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The big ones get away

By: | July 14, 2016

Why aren’t we doing more to prevent rich people and corporations from hiding their money to avoid paying taxes while people in N.L. and elsewhere suffer in the name of ‘necessary’ austerity?

Bill Hynd
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The Panama Papers released earlier this year prompted protests in Britain (pictured above) and other countries around the world. The leak revealed more 200,000 offshore accounts, including the names of at least 625 Canadians. Photo by RonF / The Weekly Bull.

We are in the fiscal poorhouse.

Health Minister John Haggie recently compared Newfoundland and Labrador to Puerto Rico and Venezuela, “where they turn the lights off for eight hours a day to try to make the books balance.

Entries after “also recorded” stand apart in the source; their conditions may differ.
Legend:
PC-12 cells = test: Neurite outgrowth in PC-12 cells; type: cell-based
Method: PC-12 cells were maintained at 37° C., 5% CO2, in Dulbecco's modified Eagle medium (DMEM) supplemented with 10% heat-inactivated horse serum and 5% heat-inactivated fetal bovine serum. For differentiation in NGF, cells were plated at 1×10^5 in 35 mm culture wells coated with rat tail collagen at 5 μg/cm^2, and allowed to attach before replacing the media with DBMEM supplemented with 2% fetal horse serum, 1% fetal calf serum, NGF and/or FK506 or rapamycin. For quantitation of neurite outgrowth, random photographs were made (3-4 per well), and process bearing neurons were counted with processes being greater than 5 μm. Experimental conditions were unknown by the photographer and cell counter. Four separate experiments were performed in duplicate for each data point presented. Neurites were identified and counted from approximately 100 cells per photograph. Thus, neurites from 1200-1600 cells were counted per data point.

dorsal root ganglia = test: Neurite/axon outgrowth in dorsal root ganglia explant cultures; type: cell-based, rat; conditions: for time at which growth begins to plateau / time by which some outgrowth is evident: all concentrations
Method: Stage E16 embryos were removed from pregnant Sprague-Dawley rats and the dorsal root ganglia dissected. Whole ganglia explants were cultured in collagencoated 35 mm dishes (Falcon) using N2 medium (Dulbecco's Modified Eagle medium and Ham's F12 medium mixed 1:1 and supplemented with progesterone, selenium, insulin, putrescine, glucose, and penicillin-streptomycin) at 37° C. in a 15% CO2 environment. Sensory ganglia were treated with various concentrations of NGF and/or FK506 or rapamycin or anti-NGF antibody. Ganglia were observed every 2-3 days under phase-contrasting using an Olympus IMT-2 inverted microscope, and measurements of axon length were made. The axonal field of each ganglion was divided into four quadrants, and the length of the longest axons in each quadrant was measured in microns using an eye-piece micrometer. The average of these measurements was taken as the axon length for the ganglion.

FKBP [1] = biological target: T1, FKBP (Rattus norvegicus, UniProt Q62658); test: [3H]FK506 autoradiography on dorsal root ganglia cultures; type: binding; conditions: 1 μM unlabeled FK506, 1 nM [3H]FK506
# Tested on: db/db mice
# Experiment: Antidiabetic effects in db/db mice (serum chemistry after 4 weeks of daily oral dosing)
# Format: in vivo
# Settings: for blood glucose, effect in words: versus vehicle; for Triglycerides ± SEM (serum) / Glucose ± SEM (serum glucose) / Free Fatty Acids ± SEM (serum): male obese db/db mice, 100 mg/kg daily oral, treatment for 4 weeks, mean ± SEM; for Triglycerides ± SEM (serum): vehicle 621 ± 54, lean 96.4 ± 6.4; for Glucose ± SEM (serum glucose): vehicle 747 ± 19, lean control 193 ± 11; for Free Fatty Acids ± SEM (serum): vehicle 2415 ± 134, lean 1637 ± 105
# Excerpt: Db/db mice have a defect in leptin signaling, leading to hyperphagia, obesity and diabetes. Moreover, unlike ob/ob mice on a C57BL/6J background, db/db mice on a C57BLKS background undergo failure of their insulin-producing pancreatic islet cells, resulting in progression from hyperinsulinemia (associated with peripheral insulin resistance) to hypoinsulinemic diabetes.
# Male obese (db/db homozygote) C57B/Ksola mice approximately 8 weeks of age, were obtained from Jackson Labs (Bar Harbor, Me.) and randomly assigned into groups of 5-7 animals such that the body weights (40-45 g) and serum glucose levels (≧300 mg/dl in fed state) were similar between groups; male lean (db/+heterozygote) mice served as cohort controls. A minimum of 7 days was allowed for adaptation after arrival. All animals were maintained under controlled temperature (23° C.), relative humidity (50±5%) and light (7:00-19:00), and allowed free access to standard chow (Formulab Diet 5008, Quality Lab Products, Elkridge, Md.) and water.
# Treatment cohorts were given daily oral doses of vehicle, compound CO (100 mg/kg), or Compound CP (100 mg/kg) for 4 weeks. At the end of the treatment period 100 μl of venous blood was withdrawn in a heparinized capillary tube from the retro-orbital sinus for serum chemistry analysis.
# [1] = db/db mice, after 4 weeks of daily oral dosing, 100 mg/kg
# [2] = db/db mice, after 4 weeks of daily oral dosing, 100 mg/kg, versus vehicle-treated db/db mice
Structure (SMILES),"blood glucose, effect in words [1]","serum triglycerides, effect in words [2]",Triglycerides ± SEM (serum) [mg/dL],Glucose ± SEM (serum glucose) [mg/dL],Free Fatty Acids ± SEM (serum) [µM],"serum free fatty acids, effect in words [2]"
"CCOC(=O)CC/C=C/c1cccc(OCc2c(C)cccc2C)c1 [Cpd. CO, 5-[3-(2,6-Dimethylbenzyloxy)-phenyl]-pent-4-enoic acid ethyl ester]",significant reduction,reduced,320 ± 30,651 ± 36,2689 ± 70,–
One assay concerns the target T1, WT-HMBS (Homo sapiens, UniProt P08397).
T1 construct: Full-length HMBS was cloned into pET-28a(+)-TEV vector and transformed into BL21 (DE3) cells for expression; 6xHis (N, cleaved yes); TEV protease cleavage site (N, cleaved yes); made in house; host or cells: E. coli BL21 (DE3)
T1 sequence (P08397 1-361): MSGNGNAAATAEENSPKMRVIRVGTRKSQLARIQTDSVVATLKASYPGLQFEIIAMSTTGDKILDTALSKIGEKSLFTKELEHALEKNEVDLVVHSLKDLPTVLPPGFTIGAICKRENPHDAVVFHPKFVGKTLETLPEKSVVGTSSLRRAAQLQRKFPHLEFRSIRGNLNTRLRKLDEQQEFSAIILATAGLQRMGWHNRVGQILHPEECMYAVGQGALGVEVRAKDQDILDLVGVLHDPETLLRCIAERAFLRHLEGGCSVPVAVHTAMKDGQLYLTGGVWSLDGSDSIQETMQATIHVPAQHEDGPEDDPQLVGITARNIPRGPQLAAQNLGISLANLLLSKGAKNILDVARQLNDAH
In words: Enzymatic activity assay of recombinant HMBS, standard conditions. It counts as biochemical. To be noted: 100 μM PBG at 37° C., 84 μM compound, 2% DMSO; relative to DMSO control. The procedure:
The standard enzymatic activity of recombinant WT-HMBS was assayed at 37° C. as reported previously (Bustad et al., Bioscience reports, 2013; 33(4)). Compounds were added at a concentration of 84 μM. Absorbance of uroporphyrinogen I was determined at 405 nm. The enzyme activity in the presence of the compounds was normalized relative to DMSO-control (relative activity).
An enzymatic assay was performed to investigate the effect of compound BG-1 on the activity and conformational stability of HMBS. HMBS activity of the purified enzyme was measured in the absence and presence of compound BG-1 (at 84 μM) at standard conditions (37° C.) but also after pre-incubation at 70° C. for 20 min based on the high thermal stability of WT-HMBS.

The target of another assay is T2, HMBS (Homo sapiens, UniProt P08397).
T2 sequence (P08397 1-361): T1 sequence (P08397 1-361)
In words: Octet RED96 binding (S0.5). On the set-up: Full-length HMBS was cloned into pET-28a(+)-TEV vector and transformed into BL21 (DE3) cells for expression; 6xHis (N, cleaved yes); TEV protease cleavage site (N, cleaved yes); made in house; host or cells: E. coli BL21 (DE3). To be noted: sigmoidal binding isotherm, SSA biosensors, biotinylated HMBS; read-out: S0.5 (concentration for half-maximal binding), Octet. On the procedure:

“That’s how bad things are financially,” he said.

At least we are not alone in our misery. Country after country, governments are facing a similar challenge — how to pay for the programs their citizens rely on. From Greece to Brazil, France, Spain and the UK, governments are dealing with major revenue and tax shortfalls.   

At the same time as most income earners dutifully pay their taxes, however, wealthy people worldwide continue to hide money in offshore accounts to avoid paying their fair share. So whenever I hear we are in a fiscal mess, I want to know when action will be taken to go after the tax dodgers. 

Taxes are the price we pay for living in a civilized country. They deliver public health care, a quality education system, safe water, paved roads, policing, and clean communities where our children can play and grow. Taxes also pay for the infrastructure, services, and educated workforce that businesses rely on to profit and grow.